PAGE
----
Your browser is no longer supported

For the best possible experience using our website we recommend you upgrade to a newer version or another browser.

Your browser appears to have cookies disabled. For the best experience of this website, please enable cookies in your browser

We'll assume we have your consent to use cookies, for example so you won't need to log in each time you visit our site.
Learn more

Drain brains

SUSTAINABILITY: Sustainable drainage - For a notoriously wet country, the UK is exceptionally bad at managing rainwater run-off. Andrew Mylius looks at some alternatives to conventional drainage.

The annual visitation of swirling murky waters on villages and towns across the UK is now such a dependable fixture that flooding this year has barely registered on the news agenda.

Many parts of the country are still battling to make good the £700M of damage done during the inundation of winter 2000-01, while residents of Bewdley, Kidderminster, Malton, Norton and a host of other market towns have been forced again to evacuate their houses.

However, many others who suffered last year will be heaving sighs of relief that so far 2002 has been relatively dry.

Flooding's fall from the headlines will be temporary, though.

Climate change predictions make for worrying reading.

While summers will become more parched, winters are set to get wetter. Over the course of the next century, the frequency and severity of winter flooding is expected to increase.

To exacerbate the situation, across the UK 3.8M new houses are needed by 2021, according to the Town & Country Planning Association - 2M of those will be in the South East.

UK drainage systems are already failing to cope with the volume of water that sluices off rural hillsides, thousands of kilometres of road and off the streets and roofs of every developed area. They are hopelessly underdesigned to deal with greater volumes still. Put bluntly, the UK has an acute drainage problem, and it is going to get worse.

Plenty of coverage has been given to the Government's new planning policy guidance, PPG25, warning developers and local authorities not to build on flood plains. By contrast, guidance on tackling the causes of flooding through alternative approaches to drainage design is almost unknown.

Sustainable drainage solutions, abbreviated to SuDS, have been knocking around for centuries. The idea is basic: instead of ducting surface water through grates and pipes direct into the nearest stream or river, you encourage it to soak into the ground, to evaporate and be taken up by plants, or simply delay its release, preventing the kinds of sudden rush that contribute to flooding (see graph, page 22).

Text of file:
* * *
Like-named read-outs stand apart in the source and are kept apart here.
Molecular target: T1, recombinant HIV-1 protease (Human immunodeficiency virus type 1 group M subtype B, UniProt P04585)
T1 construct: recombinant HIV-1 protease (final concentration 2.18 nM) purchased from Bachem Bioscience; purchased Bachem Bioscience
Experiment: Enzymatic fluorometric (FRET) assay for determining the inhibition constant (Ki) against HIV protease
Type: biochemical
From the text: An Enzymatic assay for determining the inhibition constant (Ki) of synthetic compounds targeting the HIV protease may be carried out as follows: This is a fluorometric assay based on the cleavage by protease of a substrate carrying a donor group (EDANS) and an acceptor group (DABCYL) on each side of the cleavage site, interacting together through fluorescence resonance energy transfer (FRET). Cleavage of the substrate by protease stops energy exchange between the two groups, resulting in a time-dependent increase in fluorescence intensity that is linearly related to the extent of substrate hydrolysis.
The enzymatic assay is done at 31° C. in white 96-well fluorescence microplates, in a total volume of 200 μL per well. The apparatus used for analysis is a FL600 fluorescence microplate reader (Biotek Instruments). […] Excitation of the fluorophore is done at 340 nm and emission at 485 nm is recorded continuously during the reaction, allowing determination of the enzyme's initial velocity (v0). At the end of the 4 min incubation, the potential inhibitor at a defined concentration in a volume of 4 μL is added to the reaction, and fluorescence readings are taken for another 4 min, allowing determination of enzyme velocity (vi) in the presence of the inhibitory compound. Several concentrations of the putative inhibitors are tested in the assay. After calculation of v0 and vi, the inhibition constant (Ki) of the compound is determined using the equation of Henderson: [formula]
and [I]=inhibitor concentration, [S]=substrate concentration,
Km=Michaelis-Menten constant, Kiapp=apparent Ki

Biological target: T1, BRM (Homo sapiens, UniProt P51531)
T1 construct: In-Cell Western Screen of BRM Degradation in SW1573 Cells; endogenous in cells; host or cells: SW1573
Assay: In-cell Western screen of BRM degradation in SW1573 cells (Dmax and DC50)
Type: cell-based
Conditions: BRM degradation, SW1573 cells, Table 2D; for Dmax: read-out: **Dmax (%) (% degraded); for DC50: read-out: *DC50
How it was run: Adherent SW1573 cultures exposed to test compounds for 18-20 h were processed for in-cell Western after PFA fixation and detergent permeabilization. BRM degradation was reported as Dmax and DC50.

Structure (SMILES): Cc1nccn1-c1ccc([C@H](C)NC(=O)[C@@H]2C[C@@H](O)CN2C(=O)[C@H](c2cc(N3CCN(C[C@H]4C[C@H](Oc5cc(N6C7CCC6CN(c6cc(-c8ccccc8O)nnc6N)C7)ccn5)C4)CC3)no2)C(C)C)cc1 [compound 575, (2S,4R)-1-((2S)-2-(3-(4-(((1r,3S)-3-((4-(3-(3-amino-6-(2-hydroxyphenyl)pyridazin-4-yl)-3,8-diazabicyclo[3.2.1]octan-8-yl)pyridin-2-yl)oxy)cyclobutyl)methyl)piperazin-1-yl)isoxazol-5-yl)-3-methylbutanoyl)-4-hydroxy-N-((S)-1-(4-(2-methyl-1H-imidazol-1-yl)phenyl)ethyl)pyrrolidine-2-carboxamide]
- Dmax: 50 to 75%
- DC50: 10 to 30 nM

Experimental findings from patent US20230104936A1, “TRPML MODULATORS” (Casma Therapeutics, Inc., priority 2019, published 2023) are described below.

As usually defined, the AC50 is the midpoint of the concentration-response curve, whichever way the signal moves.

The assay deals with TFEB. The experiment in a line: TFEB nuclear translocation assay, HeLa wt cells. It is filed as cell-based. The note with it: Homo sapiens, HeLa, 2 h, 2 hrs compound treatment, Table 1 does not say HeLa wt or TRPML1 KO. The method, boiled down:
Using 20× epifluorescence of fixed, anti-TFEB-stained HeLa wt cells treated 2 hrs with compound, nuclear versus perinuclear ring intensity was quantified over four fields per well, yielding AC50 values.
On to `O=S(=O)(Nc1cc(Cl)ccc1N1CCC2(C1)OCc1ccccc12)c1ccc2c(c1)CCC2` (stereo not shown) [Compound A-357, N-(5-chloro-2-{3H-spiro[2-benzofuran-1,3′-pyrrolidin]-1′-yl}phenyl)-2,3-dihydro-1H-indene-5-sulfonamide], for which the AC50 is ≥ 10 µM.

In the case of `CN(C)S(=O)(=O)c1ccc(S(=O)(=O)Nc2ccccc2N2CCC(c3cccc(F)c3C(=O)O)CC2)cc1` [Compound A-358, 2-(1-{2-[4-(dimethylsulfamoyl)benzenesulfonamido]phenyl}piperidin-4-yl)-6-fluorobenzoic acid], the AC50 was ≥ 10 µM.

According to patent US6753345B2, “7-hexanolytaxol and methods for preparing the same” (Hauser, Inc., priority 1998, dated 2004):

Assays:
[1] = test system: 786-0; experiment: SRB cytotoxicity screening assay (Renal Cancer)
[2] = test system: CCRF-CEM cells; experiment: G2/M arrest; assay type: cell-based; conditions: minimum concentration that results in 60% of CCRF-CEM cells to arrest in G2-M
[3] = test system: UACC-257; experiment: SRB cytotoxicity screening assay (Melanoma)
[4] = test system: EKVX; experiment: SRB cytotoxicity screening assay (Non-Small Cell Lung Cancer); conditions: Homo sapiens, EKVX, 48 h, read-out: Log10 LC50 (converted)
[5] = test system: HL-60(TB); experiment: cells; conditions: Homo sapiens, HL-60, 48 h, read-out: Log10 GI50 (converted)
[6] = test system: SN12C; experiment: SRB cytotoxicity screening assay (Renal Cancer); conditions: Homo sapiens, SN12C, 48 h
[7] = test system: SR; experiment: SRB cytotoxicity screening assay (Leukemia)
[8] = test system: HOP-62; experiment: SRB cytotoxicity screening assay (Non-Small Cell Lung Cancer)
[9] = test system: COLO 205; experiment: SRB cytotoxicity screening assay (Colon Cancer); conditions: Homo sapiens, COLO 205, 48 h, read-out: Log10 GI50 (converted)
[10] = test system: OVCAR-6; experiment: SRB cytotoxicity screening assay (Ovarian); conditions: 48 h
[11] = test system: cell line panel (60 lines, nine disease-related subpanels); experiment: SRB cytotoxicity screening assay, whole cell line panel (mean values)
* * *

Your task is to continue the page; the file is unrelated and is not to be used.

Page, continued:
SuDS of various kinds are widely used in the US and Canada and are fairly popular with highways engineers in northern Europe. But SuDS have all but disappeared from the UK landscape over the last century.

Bringing sustainable drainage back to the UK involves 'a rethink of first principles', says Environment Agency diffuse pollution project manager Phil Chatfield.

Key to the idea of SuDS is use of a range of solutions in combination. 'What you have here is a toolbox of techniques. There will be three to four alternatives to conventional drainage that you can call on. To an engineer it is quite challenging - the engineer has to determine what's most appropriate to the site, ' Chatfield says. It should be possible to design development that produces no more run-off than a greenfield site. If SuDS were deployed on all new build projects and retrofitting were carried out, major strides could be made toward reducing flood risk, he adds.

Few of the available SuDS designs can be described as truly 'hard' engineering, but perhaps the softest approach to managing run-off is that advocated by environmental consultant Chris Baines - aforestation. Hillsides, forming the UK's largest rainwater catchments, have become denuded of large plants through grazing by generations of sheep, says Baines.

Trees and shrubs play a crucial role in slowing the rate at which rainfall hits the ground, and help slow the velocity of runoff, so limiting erosion. He argues that water companies and estate owners should be taking advantage of the depressed state of agriculture to fence sheep off upland areas of the UK, allowing native trees and shrubs to become re-established.

Baines also champions the idea of urban woodland. Urban trees retain water as it falls and, if water is allowed to infiltrate the ground, will suck it up as well.

Leading promoters of SuDS the Environment Agency, its northern counterpart the Scottish Environment Protection Agency (SEPA), and construction industry research bodies CIRIA and the Building Research Establishment back more 'engineered' designs such as porous paving, gravel filled infiltration trenches, grassy depressions known as swales, infiltration basins and retention ponds (see diagrams).

Every SuDS is designed to hold water and allow it to soak into the surrounding ground.

Even if ground underlying an area of porous paving is highly compacted clayey material, for example, use of a high void space aggregate sub-base will act as a sponge. The pavement structure can be made safe against saturation by providing French drains connecting to a swale or pond.

Infiltration trenches, all but invisible on the surface, are used to drain run-off from non-porous pavement - they are suited to car parks or road kerbs. Filled with high void aggregate, trenches can provide significant storage capacity and work by allowing water gradually to seep into the surrounding ground. Like porous paving, they can be proofed against overflow by linking to a retention pond.

Swales and infiltration basins are perhaps the most elementary SuDS designs around - grassy indentations that are normally dry but where water will naturally pond. As with all other solutions, the aim is to let water soak into the ground. And as maximum capacity is neared, they should release excess water incrementally rather than all at once. It is a similar story for retention and balancing ponds - they work the same way but remain wet year round.

Where the run-off period for conventional drainage is short, producing a sharp peak, run-off from SuDS is lower and takes place over a longer period. They have potential to help moderate the flow of streams and rivers, reducing the dramatic fluctuations in height and flow rate seen at present. SuDS also help recharge aquifers - despite being fabled as a sodden isle the UK's water table has been falling in recent years, notes Environment Agency Thames region technical officer Prosper Paul.